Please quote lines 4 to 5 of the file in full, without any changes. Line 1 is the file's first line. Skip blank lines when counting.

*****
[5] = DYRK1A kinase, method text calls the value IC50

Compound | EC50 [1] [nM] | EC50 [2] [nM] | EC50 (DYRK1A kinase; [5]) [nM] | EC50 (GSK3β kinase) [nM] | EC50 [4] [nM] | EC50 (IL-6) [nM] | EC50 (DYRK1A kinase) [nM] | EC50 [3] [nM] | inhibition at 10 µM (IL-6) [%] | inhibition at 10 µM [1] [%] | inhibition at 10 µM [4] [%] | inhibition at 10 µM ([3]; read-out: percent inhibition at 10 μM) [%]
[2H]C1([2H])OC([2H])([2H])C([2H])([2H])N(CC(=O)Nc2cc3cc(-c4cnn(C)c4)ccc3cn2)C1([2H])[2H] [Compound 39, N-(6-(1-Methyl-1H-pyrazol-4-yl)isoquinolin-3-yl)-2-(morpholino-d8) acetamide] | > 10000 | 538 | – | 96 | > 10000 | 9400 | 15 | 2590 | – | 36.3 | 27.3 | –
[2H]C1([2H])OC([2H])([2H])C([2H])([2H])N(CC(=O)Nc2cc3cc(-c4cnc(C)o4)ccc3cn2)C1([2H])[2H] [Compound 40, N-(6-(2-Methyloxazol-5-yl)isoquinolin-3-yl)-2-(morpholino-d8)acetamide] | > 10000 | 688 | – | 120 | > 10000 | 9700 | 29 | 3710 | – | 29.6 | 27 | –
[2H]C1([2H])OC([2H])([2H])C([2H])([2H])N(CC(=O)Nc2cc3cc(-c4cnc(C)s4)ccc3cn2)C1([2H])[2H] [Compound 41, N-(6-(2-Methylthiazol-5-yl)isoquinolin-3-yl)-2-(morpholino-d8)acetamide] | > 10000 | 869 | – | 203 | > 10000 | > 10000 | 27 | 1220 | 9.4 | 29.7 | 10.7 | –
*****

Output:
[2H]C1([2H])OC([2H])([2H])C([2H])([2H])N(CC(=O)Nc2cc3cc(-c4cnc(C)o4)ccc3cn2)C1([2H])[2H] [Compound 40, N-(6-(2-Methyloxazol-5-yl)isoquinolin-3-yl)-2-(morpholino-d8)acetamide] | > 10000 | 688 | – | 120 | > 10000 | 9700 | 29 | 3710 | – | 29.6 | 27 | –
[2H]C1([2H])OC([2H])([2H])C([2H])([2H])N(CC(=O)Nc2cc3cc(-c4cnc(C)s4)ccc3cn2)C1([2H])[2H] [Compound 41, N-(6-(2-Methylthiazol-5-yl)isoquinolin-3-yl)-2-(morpholino-d8)acetamide] | > 10000 | 869 | – | 203 | > 10000 | > 10000 | 27 | 1220 | 9.4 | 29.7 | 10.7 | –